I'm 30 years old now and over the last four years have come to terms with my diagnosis. It was a long and very difficult process. After a few months in Spain trying to ignore the situation, I moved back to the States and into my parent's house. I knew that I needed access to good medical care and a support system in order to deal with my new diagnosis. I went to NMAS (New Mexico AIDS Services) and received a variety of excellent services from them, including case management, therapy, legal assistance, and support groups. They set me up with medical care at the Truman Street Clinic, that is part of the University of New Mexico Hospital, where I met with a doctor, pharmacist and health educator. I feel very lucky to have received such good services and support from such caring people.
Even so, I still felt very alone. All I wanted to do was meet someone else like myself who was positive. (This desire would later influence the work I chose to do.) I'd meet lots of positive people in my support group, but they were all gay men. The women's support group was small, didn't meet very often, and consisted of women of very different backgrounds from myself -- older, or with children, or married, or in recovery. I wanted to meet another young, single, childless, positive woman who I could relate to, who was my peer. My case manager introduced me to another one of her clients who was very similar to me. She was younger and had known about her diagnosis longer. She changed my life. I admired her strength and her ability to accept and deal with her diagnosis. She tolerated my endless questions and encouraged me to always keep a positive attitude and outlook. She became one of my very best friends (even thought she ended up getting married and having a kid) and I have learned so much from her. At times she has given me a reason to keep living and she continues to inspire me today.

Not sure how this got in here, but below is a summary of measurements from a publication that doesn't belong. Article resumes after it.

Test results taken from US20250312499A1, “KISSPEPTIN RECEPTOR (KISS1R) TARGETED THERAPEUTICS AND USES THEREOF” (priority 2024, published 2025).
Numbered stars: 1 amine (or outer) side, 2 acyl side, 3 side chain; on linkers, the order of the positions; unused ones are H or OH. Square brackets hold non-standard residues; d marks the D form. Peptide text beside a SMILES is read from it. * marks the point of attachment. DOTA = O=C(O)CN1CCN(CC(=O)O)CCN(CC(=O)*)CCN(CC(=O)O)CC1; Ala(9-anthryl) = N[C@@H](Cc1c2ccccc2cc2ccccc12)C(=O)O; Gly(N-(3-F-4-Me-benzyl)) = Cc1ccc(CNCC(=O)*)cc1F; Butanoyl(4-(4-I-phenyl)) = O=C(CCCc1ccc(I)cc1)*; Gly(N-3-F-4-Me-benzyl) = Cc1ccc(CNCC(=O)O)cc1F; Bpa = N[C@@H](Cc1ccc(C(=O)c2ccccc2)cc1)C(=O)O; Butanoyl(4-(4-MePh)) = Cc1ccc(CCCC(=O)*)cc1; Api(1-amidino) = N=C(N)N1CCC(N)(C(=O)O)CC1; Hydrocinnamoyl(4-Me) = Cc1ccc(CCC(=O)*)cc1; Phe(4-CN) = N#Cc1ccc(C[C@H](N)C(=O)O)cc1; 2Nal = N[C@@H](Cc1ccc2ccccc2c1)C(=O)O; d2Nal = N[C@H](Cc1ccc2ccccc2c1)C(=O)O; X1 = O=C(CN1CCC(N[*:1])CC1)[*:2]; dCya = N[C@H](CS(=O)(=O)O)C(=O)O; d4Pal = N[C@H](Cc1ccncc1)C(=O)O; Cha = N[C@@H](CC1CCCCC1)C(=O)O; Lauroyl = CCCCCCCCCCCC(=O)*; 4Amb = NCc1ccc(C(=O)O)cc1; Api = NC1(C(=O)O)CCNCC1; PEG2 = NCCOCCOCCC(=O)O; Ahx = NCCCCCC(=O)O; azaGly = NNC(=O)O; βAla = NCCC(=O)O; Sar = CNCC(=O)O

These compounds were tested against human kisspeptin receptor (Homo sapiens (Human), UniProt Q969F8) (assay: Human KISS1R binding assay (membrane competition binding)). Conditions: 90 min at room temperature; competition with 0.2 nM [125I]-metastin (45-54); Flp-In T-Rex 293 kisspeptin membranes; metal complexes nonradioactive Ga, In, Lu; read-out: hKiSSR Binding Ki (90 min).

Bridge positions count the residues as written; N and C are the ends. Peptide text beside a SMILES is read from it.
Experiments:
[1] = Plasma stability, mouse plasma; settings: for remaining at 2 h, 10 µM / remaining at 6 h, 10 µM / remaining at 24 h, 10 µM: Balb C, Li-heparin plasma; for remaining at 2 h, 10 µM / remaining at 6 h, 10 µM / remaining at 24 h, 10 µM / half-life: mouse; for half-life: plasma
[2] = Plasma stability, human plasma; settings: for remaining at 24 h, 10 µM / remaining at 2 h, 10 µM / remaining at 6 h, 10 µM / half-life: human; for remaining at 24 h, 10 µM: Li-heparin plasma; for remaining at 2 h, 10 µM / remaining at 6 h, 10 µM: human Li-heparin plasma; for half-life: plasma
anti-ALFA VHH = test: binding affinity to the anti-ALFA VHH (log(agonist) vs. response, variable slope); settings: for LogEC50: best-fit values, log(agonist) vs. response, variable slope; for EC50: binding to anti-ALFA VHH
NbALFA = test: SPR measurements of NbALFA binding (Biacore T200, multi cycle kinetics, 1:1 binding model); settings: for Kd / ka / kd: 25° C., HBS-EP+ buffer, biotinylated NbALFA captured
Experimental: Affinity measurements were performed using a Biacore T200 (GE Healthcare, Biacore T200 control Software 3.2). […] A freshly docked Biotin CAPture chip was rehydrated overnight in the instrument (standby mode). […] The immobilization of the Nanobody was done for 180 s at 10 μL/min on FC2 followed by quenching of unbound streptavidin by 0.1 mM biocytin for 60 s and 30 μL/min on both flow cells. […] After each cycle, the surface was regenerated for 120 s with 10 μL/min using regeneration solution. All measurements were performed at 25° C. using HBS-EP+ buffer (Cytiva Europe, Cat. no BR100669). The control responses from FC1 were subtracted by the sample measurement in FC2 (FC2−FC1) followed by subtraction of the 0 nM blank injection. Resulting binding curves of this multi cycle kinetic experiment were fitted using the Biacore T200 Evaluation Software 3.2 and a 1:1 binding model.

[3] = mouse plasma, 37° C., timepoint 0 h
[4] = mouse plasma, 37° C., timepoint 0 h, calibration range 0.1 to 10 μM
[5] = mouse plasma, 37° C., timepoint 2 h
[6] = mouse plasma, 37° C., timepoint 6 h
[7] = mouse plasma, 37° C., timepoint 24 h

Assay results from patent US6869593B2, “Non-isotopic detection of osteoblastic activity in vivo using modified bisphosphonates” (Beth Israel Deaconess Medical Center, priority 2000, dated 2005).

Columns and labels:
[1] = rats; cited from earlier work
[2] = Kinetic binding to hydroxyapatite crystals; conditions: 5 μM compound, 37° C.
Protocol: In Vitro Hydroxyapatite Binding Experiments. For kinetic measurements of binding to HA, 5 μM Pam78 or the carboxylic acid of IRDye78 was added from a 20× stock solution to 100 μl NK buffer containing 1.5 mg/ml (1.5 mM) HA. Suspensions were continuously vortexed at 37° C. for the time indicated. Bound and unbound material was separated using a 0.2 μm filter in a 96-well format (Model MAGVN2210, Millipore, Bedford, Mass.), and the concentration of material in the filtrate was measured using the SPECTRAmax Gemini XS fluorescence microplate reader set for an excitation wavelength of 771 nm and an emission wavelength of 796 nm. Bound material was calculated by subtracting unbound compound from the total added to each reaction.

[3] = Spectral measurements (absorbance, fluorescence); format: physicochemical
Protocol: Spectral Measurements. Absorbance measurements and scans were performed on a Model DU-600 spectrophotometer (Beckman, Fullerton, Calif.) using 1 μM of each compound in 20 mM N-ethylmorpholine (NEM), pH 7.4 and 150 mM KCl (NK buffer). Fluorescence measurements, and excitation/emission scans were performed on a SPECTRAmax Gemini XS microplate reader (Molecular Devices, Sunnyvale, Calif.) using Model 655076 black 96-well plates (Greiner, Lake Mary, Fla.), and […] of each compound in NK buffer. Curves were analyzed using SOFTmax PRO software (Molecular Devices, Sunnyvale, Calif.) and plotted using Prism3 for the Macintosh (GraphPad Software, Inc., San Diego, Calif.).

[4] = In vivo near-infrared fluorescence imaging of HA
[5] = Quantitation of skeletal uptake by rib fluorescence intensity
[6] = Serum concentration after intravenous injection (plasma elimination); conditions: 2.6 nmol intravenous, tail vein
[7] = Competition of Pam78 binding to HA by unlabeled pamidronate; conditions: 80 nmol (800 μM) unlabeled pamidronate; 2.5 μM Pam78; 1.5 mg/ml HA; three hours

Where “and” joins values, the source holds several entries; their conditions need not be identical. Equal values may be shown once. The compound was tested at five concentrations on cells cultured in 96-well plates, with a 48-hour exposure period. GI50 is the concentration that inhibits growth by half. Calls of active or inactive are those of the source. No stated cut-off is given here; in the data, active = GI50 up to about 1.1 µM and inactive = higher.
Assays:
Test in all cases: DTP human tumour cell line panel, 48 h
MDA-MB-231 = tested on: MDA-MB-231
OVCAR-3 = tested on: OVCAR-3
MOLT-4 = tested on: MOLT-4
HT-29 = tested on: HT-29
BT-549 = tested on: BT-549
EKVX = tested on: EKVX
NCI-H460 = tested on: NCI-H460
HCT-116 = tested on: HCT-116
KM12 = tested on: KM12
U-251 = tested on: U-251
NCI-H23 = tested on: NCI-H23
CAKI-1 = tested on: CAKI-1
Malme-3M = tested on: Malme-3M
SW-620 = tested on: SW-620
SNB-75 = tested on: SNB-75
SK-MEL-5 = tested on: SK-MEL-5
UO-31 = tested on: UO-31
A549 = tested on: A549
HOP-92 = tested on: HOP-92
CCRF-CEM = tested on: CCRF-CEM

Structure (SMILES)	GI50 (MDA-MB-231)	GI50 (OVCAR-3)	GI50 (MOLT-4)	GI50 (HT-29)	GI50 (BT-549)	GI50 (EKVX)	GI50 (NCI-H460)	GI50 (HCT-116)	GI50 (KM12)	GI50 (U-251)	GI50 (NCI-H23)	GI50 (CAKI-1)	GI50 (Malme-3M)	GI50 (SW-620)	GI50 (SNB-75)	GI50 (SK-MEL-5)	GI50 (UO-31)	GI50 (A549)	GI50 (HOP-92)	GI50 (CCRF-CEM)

During my six months in Albuquerque I gathered as much information as I could about HIV. I read, researched and talked to people. This investigation was my way to deal with my diagnosis. Being a former teacher with a background in education I sought comfort in learning. My favorite saying is "Knowledge is power!" I started meds and got control of my health. With an undetectable viral load and almost 200 T cells I moved back to San Francisco, CA. I intended to pick my life back up close to where it had been when it was so rudely interrupted by HIV.
Over the next few years I tried going back to being a teacher, but it never made me happy, so I tried other jobs. I fought with depression, opportunistic infections, and weight that I gained, lost, and gained again. My hair fell out and grew back twice. I attended a WORLD retreat. I dated, disclosed, and had a negative boyfriend for a year with whom I traveled back to Europe. I bought my motorcycle and I went sky diving for the first time. I basically learned how to work, love and live all over again being HIV+. It's a process that is never-ending. I still constantly work on my physical, mental and emotional health. It's a balancing act.
I started on the path to my current position by becoming a volunteer at Project Inform in San Francisco. I worked as an operator on their National HIV/AIDS Treatment Information Hotline. I really enjoyed the work and I learned a lot while there. My volunteer work led me to a part-time, temporary position with the organization as the Volunteer Programs Coordinator. As my time was nearing an end at Project Inform a Peer Advocate position opened up at WORLD. I've always admired the work that WORLD does and the retreat that I had attended made a profound impact upon me. I was very excited to join WORLD in August 2004. I work part time here and part time as a Youth Peer Advocate for the East Bay Agency for Children. In these two positions I get to combine my experience teaching youth, my desire to help other women in my situation, and my passion for education. I love working with my clients and doing various speaking engagements, presentations and trainings.
Somehow I always knew, in the back of my mind, that if I were going to make sense of why this happened to me, I'd use my background in education, and my status as a HIV+ woman to work in the HIV/AIDS field and become a resource to the community.
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This article was provided by Women Organized to Respond to Life-Threatening Diseases. It is a part of the publication WORLD Newsletter. Visit WORLD's website to find out more about their activities and publications.